Caustic style will subvert Scruton's beauty crusade, by Chris Brown

Last month I went to the inaugural Colin Amery Memorial Lecture. It was delivered by Sir Roger Scruton, the new chair - for now - of the Building Better, Building Beautiful Commission (BBBBC).

The event was deprived of communities secretary James Brokenshire’s presence by Brexit, but a range of Conservative luminaries and leading architects did attend. As the architects sat seething, I was struck by the similarity of message between Scruton and leading architect Lord Rogers. Both are strongly urbanist, rejecting urban sprawl in favour of polycentric cities.

The similarity ends when the discussion turns to architectural style. The audience tittered when Scruton was asked what modern buildings he liked, and he cited Frank Lloyd Wright, whose best-known building was completed more than 80 years ago. Scruton is decidedly most comfortable in the Roman era.

Scruton could make an excellent member of the BBBBC, but the tone of his lecture - rude and disparaging at times - suggested he lacks the skills required to chair the task group. The secretary of state will have been offered a choice of candidates but, new to the job and a non-expert, he was entitled to assume all were suitable for the role. It will now be interesting to see whether the private sector funders of the BBBBC reconsider their investment in the light of Scruton’s sometimes personal attacks on a range of architects.

It will also be interesting to see whether opposing voices are invited to serve on the commission, and, if so, whether they accept, given the chair’s description of them as ‘half-educated’.

This all seems a shame. Scruton speaks clearly about the negative impact of the past few decades of volume housebuilding, warehouse and supermarket developments and the importance of good urbanism. His understanding of land economics – blaming high land values for many design and placemaking ills while decrying urban sprawl– seems weak, but that isn’t the contribution he would be making to the commission.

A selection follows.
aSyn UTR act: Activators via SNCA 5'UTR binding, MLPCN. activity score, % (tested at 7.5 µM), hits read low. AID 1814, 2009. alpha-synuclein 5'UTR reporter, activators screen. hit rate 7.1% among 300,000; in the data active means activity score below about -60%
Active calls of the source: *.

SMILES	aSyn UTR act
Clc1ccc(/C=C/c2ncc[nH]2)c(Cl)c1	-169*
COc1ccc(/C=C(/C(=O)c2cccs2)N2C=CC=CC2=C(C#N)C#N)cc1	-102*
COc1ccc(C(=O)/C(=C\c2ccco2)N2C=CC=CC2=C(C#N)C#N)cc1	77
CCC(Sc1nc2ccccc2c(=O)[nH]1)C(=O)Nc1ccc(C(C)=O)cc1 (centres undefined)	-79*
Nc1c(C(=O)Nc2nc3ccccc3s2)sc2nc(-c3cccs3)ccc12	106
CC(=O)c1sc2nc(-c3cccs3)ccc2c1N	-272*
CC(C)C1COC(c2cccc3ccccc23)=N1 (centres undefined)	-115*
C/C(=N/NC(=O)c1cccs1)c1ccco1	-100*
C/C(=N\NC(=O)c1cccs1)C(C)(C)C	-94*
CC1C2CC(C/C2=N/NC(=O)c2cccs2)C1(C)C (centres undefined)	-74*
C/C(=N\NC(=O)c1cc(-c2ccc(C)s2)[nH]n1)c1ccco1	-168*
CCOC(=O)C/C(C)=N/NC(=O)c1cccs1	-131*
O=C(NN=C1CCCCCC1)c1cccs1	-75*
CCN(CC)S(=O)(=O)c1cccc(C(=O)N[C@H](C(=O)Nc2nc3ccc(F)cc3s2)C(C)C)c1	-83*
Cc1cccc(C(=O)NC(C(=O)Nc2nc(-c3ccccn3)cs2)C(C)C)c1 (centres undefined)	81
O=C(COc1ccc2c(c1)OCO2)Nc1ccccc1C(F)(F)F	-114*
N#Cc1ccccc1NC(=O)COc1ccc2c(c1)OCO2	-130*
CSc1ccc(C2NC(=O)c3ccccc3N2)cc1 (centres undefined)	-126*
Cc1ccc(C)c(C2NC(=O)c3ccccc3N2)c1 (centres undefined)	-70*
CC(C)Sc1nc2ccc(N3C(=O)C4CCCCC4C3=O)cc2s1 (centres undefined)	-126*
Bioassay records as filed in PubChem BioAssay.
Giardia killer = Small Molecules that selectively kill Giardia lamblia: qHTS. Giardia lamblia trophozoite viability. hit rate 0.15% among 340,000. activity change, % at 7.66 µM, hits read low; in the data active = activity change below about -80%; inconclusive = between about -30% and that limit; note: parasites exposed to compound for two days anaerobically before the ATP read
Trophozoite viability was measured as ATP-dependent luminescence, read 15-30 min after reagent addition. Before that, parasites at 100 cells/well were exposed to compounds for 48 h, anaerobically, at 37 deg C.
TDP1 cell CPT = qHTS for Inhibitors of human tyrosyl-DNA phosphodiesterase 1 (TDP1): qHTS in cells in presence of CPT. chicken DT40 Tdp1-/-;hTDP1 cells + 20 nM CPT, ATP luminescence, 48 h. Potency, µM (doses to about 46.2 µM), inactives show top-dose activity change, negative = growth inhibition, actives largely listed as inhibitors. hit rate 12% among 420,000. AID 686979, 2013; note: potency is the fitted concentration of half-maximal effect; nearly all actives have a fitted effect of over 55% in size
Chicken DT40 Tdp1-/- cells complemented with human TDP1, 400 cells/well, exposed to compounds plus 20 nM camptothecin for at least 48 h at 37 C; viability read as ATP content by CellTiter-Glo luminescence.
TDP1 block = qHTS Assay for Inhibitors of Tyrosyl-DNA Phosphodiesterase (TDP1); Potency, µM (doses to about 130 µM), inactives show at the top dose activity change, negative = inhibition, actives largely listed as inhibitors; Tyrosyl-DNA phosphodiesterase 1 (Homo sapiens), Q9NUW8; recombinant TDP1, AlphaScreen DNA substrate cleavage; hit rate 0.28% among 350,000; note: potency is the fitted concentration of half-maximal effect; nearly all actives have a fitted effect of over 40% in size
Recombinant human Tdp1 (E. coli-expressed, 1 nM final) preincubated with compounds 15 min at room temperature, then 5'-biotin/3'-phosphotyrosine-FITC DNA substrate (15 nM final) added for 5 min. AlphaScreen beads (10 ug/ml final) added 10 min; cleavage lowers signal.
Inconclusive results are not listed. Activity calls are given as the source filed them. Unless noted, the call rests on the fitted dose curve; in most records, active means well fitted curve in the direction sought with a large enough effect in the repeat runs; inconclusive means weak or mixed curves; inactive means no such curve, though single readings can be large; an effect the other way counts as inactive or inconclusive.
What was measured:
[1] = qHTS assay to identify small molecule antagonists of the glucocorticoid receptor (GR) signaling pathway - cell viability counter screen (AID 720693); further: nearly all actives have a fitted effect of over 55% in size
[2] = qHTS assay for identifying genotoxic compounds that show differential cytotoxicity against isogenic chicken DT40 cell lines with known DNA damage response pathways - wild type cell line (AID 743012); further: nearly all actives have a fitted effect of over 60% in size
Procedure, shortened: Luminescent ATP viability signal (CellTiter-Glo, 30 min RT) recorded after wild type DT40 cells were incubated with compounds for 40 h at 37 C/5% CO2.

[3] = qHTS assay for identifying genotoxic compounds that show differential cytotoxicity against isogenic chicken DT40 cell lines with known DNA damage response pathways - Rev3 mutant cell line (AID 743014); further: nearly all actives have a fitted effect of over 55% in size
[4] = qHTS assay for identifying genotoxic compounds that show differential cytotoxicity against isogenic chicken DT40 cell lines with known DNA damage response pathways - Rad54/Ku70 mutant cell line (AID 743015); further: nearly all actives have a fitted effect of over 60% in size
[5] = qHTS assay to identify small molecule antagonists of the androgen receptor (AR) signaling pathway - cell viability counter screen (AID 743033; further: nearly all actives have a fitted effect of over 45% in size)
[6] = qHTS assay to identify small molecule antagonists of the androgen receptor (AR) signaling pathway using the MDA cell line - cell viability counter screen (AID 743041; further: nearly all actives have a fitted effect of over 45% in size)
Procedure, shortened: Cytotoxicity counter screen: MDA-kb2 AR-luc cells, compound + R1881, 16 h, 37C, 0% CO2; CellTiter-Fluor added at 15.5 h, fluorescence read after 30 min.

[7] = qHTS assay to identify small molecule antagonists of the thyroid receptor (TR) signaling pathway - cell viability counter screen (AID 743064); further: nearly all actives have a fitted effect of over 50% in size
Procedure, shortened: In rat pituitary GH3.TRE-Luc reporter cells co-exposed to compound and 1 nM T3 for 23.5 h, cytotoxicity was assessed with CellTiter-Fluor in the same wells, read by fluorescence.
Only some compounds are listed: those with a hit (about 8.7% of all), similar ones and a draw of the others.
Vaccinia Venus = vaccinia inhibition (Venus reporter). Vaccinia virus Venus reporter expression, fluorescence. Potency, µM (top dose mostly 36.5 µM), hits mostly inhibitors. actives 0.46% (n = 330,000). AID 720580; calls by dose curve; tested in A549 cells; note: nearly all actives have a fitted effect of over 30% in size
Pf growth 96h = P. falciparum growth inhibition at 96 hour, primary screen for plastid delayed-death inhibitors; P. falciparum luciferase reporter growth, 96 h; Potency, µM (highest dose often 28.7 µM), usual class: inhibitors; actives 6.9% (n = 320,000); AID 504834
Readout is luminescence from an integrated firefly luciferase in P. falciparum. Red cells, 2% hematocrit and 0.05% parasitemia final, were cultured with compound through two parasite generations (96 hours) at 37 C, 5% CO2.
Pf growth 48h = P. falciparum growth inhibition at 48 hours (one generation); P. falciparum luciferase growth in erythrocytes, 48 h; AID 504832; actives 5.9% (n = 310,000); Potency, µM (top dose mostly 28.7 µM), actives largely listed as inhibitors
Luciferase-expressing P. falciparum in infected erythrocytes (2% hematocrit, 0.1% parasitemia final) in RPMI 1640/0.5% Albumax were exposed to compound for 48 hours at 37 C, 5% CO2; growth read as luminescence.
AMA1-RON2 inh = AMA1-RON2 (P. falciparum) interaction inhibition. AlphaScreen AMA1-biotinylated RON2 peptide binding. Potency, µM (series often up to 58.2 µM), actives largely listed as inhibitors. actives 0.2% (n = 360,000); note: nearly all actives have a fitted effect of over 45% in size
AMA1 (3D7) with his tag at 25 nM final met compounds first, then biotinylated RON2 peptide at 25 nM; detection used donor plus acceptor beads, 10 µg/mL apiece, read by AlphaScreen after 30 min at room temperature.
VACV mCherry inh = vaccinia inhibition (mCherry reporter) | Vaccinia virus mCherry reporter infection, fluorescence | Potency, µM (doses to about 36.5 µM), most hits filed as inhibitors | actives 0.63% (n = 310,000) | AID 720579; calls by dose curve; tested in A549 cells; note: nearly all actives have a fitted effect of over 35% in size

Scruton’s view that modernism is over-dominant in today’s architecture is widely shared. But disparaging some of the world’s top architects may not be the best way to achieve a rebalancing, particularly if it results in his ejection from the chair, a boycott of the commission by significant stakeholders, or its termination before it has even started. We should be talking about how to build more beautifully, rather than the objectionable behaviour of the discussants.

I wonder if former transport minister John Hayes, now Sir John, was a candidate. He has been possibly the leading advocate of beauty in the built environment in the wilderness years since the Commission for Architecture and the Built Environment (CABE) was defenestrated. If you were committed to giving jobs to your mates, he would perhaps have been a safer choice.

Chris Brown is executive chairman of Igloo Regeneration

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